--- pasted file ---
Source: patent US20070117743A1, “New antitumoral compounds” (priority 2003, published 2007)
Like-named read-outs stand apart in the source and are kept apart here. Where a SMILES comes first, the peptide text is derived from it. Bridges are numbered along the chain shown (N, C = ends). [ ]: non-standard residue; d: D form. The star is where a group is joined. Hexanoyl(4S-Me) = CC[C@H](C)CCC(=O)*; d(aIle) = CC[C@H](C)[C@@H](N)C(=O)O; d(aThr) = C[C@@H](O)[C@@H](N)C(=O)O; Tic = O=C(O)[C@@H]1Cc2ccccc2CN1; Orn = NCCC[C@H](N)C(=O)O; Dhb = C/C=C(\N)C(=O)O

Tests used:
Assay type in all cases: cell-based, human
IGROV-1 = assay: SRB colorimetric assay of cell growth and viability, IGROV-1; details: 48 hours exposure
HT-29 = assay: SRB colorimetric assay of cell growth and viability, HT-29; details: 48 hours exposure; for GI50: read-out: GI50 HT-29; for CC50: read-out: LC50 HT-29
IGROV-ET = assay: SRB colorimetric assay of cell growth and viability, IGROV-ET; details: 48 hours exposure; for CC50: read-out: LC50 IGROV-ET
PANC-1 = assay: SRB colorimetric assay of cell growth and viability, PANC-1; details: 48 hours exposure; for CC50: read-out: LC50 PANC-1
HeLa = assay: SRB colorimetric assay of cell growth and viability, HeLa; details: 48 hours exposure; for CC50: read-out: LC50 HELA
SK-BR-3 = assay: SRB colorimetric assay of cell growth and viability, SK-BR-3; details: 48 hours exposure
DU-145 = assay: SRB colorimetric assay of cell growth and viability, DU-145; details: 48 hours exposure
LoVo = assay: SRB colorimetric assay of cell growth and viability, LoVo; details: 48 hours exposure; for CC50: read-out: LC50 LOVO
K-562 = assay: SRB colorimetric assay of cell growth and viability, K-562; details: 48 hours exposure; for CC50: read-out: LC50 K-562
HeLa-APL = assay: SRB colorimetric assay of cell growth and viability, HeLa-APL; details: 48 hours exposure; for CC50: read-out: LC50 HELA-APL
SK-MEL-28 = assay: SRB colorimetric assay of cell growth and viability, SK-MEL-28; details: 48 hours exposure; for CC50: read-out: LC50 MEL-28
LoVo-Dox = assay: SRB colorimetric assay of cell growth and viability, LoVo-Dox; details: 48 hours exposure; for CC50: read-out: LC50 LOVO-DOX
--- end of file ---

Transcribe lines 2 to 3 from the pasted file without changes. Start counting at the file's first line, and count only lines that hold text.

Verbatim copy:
Like-named read-outs stand apart in the source and are kept apart here. Where a SMILES comes first, the peptide text is derived from it. Bridges are numbered along the chain shown (N, C = ends). [ ]: non-standard residue; d: D form. The star is where a group is joined. Hexanoyl(4S-Me) = CC[C@H](C)CCC(=O)*; d(aIle) = CC[C@H](C)[C@@H](N)C(=O)O; d(aThr) = C[C@@H](O)[C@@H](N)C(=O)O; Tic = O=C(O)[C@@H]1Cc2ccccc2CN1; Orn = NCCC[C@H](N)C(=O)O; Dhb = C/C=C(\N)C(=O)O

Tests used: